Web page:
Res Judicata 2019
Purchasers have access to all three of the following file formats:
THIS CASEBOOK contains a selection of U. S. Court of Appeals decisions that analyze, discuss and interpret the doctrine of res judicata.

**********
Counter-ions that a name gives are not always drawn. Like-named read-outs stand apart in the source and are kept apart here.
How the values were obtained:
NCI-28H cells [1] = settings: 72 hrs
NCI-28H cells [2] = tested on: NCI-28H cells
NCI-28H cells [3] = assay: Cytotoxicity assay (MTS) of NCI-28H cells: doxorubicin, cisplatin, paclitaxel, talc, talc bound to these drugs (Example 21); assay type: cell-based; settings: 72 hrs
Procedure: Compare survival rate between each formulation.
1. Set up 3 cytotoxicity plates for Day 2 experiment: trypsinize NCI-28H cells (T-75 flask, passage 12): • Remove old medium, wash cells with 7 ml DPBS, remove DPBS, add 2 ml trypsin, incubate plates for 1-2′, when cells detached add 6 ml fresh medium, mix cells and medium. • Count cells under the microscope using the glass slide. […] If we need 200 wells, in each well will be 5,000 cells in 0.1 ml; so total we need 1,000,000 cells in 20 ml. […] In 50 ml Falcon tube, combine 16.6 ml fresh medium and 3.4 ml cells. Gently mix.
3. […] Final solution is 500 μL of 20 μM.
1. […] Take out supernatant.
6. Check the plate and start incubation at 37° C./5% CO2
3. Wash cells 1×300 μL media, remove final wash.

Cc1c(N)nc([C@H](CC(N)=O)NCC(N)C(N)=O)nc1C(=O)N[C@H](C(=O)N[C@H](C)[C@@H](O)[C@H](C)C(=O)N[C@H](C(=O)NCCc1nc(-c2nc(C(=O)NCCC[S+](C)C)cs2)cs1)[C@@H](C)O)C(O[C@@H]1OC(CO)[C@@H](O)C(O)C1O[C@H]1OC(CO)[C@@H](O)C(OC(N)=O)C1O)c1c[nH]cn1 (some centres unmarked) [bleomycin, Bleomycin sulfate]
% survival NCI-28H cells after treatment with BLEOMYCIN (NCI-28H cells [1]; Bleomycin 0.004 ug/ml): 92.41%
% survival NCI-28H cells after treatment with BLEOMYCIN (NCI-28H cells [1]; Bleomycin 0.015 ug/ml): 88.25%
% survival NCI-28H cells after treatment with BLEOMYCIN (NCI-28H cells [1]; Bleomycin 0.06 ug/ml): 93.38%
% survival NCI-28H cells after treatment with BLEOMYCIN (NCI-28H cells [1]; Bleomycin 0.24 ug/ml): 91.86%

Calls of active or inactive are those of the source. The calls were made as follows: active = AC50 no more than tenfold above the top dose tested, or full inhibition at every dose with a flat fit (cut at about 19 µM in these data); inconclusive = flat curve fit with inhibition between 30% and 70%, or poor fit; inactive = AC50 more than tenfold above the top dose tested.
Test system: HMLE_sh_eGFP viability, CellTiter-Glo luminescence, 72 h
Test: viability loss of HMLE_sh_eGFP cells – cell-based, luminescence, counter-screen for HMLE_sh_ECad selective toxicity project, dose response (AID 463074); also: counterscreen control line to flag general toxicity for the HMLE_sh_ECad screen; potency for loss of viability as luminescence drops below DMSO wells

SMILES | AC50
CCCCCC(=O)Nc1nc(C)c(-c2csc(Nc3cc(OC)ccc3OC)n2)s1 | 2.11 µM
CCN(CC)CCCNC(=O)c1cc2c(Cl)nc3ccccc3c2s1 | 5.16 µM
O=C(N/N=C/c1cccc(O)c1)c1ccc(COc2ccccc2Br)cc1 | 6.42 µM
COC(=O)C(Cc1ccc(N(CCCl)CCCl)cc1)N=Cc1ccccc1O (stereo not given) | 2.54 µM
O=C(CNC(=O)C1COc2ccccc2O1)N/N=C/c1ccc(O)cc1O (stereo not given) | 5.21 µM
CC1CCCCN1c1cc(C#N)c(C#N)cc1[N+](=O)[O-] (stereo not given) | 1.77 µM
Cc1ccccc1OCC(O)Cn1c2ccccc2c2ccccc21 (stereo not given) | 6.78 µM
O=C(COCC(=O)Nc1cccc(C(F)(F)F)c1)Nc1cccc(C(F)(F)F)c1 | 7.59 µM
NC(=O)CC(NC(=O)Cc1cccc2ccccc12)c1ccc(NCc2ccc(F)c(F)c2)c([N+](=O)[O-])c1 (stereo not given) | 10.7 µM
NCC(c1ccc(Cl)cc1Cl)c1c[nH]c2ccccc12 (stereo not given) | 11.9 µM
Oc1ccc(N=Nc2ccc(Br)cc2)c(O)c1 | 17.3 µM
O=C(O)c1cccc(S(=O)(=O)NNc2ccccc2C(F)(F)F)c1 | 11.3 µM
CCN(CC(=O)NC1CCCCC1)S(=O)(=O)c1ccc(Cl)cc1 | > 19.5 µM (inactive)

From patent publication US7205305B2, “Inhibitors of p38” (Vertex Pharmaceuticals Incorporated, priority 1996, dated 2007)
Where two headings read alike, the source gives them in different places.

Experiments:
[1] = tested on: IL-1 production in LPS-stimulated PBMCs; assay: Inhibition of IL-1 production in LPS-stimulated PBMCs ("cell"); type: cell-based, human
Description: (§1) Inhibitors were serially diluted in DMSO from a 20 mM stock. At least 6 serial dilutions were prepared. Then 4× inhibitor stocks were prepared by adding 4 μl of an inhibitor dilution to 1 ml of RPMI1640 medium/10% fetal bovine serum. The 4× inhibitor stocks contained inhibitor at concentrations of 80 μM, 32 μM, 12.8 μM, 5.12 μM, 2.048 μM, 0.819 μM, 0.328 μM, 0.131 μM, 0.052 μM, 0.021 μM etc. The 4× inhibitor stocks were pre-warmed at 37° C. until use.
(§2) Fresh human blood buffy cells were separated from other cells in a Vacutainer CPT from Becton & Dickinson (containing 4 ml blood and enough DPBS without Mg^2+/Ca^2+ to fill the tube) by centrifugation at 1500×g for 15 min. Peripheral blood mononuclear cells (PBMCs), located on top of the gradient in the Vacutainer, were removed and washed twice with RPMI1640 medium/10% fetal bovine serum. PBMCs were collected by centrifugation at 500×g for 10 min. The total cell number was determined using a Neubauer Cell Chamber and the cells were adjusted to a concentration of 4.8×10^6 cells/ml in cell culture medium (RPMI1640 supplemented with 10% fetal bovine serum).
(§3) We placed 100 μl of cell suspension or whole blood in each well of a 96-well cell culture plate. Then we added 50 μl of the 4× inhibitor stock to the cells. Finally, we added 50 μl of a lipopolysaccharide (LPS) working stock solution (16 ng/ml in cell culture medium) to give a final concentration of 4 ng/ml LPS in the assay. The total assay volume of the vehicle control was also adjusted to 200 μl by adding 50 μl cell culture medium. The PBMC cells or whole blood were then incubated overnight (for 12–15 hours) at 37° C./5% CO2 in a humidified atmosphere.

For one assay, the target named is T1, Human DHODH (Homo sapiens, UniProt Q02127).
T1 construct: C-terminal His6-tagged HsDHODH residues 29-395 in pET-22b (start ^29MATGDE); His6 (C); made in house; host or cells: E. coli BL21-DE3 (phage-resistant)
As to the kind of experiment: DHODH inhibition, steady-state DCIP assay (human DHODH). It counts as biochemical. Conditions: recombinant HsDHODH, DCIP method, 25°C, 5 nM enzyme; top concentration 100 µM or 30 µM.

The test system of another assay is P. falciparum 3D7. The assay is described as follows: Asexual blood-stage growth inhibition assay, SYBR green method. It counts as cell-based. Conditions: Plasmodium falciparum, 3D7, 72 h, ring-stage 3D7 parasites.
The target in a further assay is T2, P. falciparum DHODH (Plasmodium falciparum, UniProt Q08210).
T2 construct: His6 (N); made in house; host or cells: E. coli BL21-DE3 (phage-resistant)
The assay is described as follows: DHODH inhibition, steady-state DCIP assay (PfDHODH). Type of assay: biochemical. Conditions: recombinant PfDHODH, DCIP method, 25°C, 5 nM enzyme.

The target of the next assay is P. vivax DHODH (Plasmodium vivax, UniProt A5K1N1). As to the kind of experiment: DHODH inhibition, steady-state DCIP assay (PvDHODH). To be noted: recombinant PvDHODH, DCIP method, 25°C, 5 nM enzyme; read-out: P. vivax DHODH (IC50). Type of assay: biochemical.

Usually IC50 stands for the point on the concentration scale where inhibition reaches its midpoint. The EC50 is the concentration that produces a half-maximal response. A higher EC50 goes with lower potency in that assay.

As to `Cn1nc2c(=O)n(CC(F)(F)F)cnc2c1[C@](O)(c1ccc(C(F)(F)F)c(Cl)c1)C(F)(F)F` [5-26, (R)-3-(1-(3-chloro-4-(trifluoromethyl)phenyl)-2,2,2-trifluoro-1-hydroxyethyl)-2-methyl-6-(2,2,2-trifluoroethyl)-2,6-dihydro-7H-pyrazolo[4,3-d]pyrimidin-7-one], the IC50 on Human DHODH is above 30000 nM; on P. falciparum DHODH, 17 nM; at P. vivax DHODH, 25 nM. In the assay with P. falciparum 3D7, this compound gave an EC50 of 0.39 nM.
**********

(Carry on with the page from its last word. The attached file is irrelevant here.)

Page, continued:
Under federal common law, the doctrine of res judicata, or claim preclusion, applies when "(1) the first suit resulted in a final judgment on the merits; (2) the first suit was based on proper jurisdiction; (3) both suits involve the same parties (or those in privity with them); and (4) both suits are based upon the same claims or causes of action." Costner v. URS Consultants, Inc., 153 F.3d 667, 673 (8th Cir. 1998). "[W]hether two claims are the same for res judicata purposes depends on whether the claims arise out of the same nucleus of operative fact or are based upon the same factual predicate." Murphy v. Jones, 877 F.2d 682, 684-85 (8th Cir. 1989). Under the doctrine of res judicata, "a final judgment on the merits of an action precludes the parties or their privies from relitigating issues that were or could have been raised in that action." Allen v. McCurry, 449 U.S. 90, 94, 101 S.Ct. 411, 66 L.Ed.2d 308 (1980). Elbert v. Carter, 903 F. 3d 779 (8th Cir. 2018).